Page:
In R (Howard League for Penal Reform and the Prisoners’ Advice Service) v the Lord Chancellor, the court of appeal judges – Lord Justice Leveson, Lord Justice Tomlinson and Lady Justice Sharp – considered five areas of prison law where the Ministry of Justice removed criminal legal aid eligibility in December 2013. Read the full story

Posted in Law Updates, Legal Aid, UncategorizedComments (0)

Reforming the Advocates’ Graduated Fee Scheme


The MoJ has published a consultation paper on a modernised advocates’ graduated fee scheme (AGFS). The scheme, which was last reformed in 2007, pays criminal defence advocates legal aid for representing those accused of crimes in the Crown court.

Introducing the new proposals, justice minister Sir Oliver Heald said: “Our current payment system does not focus enough on the skilled advocacy that barristers and solicitor advocates demonstrate in the Crown Court. I want to change that. The measures in this consultation package, developed with the assistance of representatives from across the legal profession, set out a simpler, fairer and more modern alternative.” Read the full story

Posted in Criminal Justice, Legal Aid, Legal ITComments (0)

Spending review


The axe which fell on the Ministry of Justice will reduce the department’s administrative budget by 50% within five years under the chancellor’s new spending plans.

Together with reforms of the prisons and courts systems, ‘significant back-office efficiencies’ will help deliver overall MoJ ‘resource savings’ of 15% by 2019/20. This cut over five years is the deepest among Whitehall departments which have £5bn-plus annual budgets, trailing only the Department for Business, Innovation & Skills. Read the full story

Posted in Criminal Justice, Law UpdatesComments (0)

MoJ yet again postpones legal aid contracts


You couldn’t make it up. Faced with a tidal wave of litigation over new crime duty contracts, MoJ has postponed their start date until April. There is also a contingency for a further delay should it be needed.

The Legal Aid Agency (LAA) had previously insisted that it planned to enter into the new contracts on January 11 next year, despite litigation from unsuccessful bidders. But it has now stated that both the new contracts and the fixed-fee scheme for police station and magistrates’ work will now come into effect, appropriately, on 1 April. MoJ said:”A number of unsuccessful bidders have chosen to legally challenge our decisions. There are now automatic injunctions on us proceeding with the new contracts in a number of procurement areas until those legal challenges are resolved. Our first priority is to ensure criminal legal aid remains available to those who need it and we cannot risk gaps in provision due to ongoing litigation. We have therefore taken the difficult but necessary decision to delay the implementation of the new contracts.” Read the full story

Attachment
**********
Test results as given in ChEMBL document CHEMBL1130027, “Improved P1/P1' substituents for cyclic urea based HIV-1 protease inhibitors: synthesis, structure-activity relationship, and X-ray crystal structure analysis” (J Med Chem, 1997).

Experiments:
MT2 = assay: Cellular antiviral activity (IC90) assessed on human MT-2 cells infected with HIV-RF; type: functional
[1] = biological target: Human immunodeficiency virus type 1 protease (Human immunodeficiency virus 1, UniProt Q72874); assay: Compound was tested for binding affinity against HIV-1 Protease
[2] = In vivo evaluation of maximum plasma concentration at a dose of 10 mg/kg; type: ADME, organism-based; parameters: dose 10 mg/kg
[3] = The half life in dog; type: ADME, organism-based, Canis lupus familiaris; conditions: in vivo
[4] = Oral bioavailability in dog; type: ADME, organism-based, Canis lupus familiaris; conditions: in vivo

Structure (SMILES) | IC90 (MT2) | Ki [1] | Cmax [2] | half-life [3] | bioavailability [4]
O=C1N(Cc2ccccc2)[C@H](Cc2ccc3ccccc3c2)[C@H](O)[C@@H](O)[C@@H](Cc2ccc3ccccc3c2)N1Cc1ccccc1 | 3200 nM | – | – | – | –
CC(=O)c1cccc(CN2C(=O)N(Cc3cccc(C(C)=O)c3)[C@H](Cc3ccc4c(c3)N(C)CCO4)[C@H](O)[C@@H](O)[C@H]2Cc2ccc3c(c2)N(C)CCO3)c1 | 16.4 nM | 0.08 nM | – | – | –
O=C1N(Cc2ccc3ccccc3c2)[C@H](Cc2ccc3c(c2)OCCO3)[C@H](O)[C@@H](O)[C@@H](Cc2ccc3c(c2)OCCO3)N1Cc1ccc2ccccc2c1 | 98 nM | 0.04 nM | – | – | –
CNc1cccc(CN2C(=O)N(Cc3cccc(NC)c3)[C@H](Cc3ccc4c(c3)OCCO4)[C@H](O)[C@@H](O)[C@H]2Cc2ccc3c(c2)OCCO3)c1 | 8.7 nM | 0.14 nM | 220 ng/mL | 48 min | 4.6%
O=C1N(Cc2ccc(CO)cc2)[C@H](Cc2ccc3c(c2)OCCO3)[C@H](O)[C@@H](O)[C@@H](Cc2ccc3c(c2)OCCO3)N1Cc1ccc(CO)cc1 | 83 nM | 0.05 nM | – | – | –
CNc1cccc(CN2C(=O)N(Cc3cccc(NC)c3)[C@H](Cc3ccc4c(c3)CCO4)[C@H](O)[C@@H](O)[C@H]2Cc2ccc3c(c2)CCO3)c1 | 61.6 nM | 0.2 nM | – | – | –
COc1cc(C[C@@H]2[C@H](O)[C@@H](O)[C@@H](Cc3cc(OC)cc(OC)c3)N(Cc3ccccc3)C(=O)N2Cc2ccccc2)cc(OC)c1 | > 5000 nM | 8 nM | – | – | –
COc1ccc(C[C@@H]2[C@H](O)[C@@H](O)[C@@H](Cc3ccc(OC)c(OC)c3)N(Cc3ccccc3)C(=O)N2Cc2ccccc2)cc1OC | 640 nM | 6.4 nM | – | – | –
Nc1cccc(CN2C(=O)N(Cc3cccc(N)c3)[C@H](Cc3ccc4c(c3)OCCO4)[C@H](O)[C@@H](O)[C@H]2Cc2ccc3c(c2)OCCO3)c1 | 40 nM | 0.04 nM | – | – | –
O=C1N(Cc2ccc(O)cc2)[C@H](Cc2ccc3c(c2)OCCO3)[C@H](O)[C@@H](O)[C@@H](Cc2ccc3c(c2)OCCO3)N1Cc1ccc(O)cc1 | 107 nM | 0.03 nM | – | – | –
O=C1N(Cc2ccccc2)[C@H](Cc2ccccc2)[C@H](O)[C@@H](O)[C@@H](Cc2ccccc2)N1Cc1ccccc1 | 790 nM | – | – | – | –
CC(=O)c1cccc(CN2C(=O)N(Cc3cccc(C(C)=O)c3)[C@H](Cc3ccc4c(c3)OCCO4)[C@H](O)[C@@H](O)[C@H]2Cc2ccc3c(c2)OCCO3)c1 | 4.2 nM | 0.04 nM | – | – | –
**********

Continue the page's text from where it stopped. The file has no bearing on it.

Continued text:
Posted in Criminal Justice, Legal AidComments (0)

Legal aid contract announcement


The MoJ never lose the ability to leave you speechless.

The announcement of winners of new legal aid contracts was promised by the end of September. Firms were expecting to be told last week via the Legal Aid Agency’s Bravo e-tendering portal whether they have won one of a reduced number of contracts to provide 24-hour cover at police stations. But what a cliffhanger that turned out to be. We were told Monday, then Tuesday, then Wednesday. On Wednesday we were told “soon” On Thursday we were told “by the end of the week.” Read the full story

Posted in Criminal Justice, Legal AidComments (0)

Legal aid contract bids could be withdrawn


As the MoJ prepares to announce the outcome of its tender process for new legal aid contracts, the London Criminal Courts Solicitors’ Association (LCCSA) said some firms would be willing to withdraw their bids should others be willing to do the same.

In a message to members, the LCCSA committee said: “Many of us felt compelled to submit a bid for a contract but did so with little, if any, enthusiasm. In the past six weeks members have told us that, given the right circumstances they would withdraw their bids.